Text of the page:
WASHINGTON — Amid calls for the Obama administration to make more changes to its strategy and leadership in Afghanistan, top U.S. officials said Thursday that while their strategy may be troubled, they think it's salvageable.
President Barack Obama; Secretary of Defense Robert Gates; Adm. Michael Mullen, the chairman of the Joint Chiefs of Staff; Army Gen. David Petraeus, the U.S. Central Command leader and Obama's nominee to lead the war after Gen. Stanley McChrystal's sacking; and Ambassador to Afghanistan Karl Eikenberry all stressed that policy in Afghanistan remains unchanged.
They shot down suggestions that Obama replace Eikenberry, despite long-standing friction between the top State and Defense Department officials in Kabul. They conceded that the war has proved more difficult than they expected but said it's still winnable, and they stood behind the administration's July 2011 deadline to start withdrawing troops from Afghanistan.
"I do not believe we are bogged down. I believe we are making some progress. It is slower and harder than we anticipated," Gates said at the Pentagon.
The officials pleaded for more time to determine whether the strategy is succeeding. Mullen said the military would have a better understanding of that at the end of the year.
"We didn't say we'd be switching off the lights and closing the door behind us. We said that we'd begin a transition phase in which the Afghan government is taking on more and more responsibility," Obama said of the deadline during a news conference with visiting Russian President Dmitry Medvedev, whose nation is still scarred by a decade-long war in Afghanistan that ended 21 years ago.
Medvedev was asked whether, given Russia's experience in Afghanistan, he thought any foreign country could "win" there and whether he'd shared any advice with Obama.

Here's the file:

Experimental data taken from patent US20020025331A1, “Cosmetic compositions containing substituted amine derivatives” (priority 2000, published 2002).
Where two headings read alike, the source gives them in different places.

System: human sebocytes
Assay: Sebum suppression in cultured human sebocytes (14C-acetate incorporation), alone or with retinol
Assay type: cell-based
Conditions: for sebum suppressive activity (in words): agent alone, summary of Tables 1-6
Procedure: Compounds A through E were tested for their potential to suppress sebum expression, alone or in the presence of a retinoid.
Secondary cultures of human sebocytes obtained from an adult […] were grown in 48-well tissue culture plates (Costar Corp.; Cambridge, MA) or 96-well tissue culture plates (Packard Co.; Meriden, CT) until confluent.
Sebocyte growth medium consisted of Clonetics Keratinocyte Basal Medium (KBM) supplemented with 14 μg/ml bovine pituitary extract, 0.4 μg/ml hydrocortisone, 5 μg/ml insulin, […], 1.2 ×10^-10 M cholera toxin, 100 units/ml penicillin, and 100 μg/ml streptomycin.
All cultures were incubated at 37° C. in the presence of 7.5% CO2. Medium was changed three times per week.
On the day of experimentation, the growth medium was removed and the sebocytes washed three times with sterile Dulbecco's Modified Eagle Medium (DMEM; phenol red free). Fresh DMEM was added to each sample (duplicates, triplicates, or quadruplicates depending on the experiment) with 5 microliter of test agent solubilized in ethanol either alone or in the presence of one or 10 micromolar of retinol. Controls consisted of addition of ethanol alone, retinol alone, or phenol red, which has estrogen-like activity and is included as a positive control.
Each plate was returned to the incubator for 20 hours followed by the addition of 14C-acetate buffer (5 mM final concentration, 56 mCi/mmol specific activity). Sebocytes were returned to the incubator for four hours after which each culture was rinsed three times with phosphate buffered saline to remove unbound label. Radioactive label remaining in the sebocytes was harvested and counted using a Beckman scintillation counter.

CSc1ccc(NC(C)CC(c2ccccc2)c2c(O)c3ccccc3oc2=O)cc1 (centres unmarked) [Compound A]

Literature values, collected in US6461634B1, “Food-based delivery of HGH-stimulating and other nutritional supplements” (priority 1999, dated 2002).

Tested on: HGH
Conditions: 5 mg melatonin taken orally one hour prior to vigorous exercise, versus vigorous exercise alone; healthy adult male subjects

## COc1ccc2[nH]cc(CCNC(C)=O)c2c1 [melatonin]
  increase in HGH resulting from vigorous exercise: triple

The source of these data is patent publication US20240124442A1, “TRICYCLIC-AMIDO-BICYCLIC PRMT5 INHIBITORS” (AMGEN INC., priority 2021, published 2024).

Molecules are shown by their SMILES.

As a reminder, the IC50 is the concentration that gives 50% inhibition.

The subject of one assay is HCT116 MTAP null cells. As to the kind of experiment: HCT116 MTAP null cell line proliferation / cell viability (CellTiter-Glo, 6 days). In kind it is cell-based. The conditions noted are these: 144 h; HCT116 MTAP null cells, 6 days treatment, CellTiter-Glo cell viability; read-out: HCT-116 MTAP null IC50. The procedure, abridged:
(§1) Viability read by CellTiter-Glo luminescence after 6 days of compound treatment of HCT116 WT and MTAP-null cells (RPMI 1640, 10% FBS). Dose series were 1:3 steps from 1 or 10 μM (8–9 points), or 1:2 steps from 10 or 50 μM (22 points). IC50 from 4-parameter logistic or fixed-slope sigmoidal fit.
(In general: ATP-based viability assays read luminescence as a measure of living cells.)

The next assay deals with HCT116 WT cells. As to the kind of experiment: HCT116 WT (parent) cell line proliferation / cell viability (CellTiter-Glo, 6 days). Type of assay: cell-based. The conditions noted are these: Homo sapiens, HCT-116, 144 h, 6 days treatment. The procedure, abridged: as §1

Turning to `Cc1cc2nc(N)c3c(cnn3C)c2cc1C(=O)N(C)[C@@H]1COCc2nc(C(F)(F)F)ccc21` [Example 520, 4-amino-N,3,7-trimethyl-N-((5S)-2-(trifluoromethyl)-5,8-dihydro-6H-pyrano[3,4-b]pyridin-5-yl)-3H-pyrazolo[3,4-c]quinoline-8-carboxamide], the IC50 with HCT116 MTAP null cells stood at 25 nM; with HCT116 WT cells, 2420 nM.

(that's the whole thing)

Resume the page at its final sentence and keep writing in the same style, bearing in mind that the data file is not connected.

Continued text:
Medvedev's awkward answer, through a translator, was that "I try not to give pieces of advice that cannot be fulfilled."
Afghanistan, he said, is a "hard topic." Russia supports the U.S. effort to help the Afghan people have a functioning state and economy and civil society, he said. He also said that that required "more than a year" of toil, though it was unclear whether he meant that longer military engagement also would be needed.
U.S. policy in Afghanistan has been hampered by, among other things, the absence of a political strategy, rising U.S. casualties, growing ethnic tensions, endemic political corruption, the administration's July 2011 deadline for beginning a troop withdrawal and a stalled offensive in Kandahar, the country's second-largest city and the spiritual home of the Taliban.
June is already one of the deadliest months of the war; so far, at least 43 U.S. troops have been killed.
Gates said that in his meeting Wednesday with McChrystal, the general made no effort to explain his comments in the Rolling Stone article that led to his dismissal, but simply acknowledged that he'd exercised poor judgment.
He said that Obama was the first to suggest that Petraeus replace McChrystal and that he did so before McChrystal returned to Washington.
Gates' chief concern had been that "however we proceed that we minimize the impact of any change on the conduct of the war," he said. The naming of Petraeus "answered a lot of concerns that I had."
Gates said that there'd been no previous expression of dissatisfaction with the way McChrystal had conducted the war and that if the Rolling Stone article hadn't appeared, McChrystal would still be in charge of the war. He called the dismissal "an anomaly, not systematic."
Gates also offered support for Eikenberry, a retired three-star Army general who opposed Obama's plan to deploy additional troops in Afghanistan, saying that Afghan President Hamid Karzai wasn't a reliable partner. Gates dismissed Pentagon complaints about Eikenberry's position by noting that "a lot of water has gone under the bridge" since that U.S. policy was set seven months ago.
In Kabul on Thursday, Eikenberry voiced similar sentiments about the reported differences between civilian and military officials.
"What is past is past now," he said. "The president made a very difficult decision. I will tell you that Stan McChrystal will always remain my friend. He's an extremely good officer. But now here, with regards to this mission, as our president said, it's time to move forward."
Mullen said he felt partly responsible for the way that McChrystal's tenure ended, noting that he'd strongly recommended McChrystal for the post. He said he was shocked when he first read the Rolling Stone piece in which McChrystal and his staff made derogatory comments about U.S. civilian leaders. He described himself as "nearly sick ... literally physically. ... I was stunned."
The piece created a "command climate ... that at best was disrespectful," Mullen said. "General McChrystal did the right thing by offering to resign."
(Margaret Talev contributed to this report.)
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